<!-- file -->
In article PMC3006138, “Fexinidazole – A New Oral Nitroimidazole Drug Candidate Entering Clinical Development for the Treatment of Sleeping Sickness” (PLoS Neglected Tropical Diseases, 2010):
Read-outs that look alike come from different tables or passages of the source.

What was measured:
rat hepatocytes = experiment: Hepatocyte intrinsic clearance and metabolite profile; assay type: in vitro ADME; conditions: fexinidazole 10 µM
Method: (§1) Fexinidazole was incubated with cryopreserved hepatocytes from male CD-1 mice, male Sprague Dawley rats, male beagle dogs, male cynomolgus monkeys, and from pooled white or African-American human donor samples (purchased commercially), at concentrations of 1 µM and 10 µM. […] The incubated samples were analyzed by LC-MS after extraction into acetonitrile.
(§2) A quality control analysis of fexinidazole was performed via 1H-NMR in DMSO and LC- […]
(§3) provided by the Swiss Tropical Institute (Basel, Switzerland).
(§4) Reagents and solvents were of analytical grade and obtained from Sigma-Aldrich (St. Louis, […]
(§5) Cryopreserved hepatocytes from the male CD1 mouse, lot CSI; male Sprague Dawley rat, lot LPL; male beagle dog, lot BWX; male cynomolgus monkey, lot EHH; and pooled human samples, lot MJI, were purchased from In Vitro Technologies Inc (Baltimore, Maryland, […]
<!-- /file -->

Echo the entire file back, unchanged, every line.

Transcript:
In article PMC3006138, “Fexinidazole – A New Oral Nitroimidazole Drug Candidate Entering Clinical Development for the Treatment of Sleeping Sickness” (PLoS Neglected Tropical Diseases, 2010):
Read-outs that look alike come from different tables or passages of the source.

What was measured:
rat hepatocytes = experiment: Hepatocyte intrinsic clearance and metabolite profile; assay type: in vitro ADME; conditions: fexinidazole 10 µM
Method: (§1) Fexinidazole was incubated with cryopreserved hepatocytes from male CD-1 mice, male Sprague Dawley rats, male beagle dogs, male cynomolgus monkeys, and from pooled white or African-American human donor samples (purchased commercially), at concentrations of 1 µM and 10 µM. […] The incubated samples were analyzed by LC-MS after extraction into acetonitrile.
(§2) A quality control analysis of fexinidazole was performed via 1H-NMR in DMSO and LC- […]
(§3) provided by the Swiss Tropical Institute (Basel, Switzerland).
(§4) Reagents and solvents were of analytical grade and obtained from Sigma-Aldrich (St. Louis, […]
(§5) Cryopreserved hepatocytes from the male CD1 mouse, lot CSI; male Sprague Dawley rat, lot LPL; male beagle dog, lot BWX; male cynomolgus monkey, lot EHH; and pooled human samples, lot MJI, were purchased from In Vitro Technologies Inc (Baltimore, Maryland, […]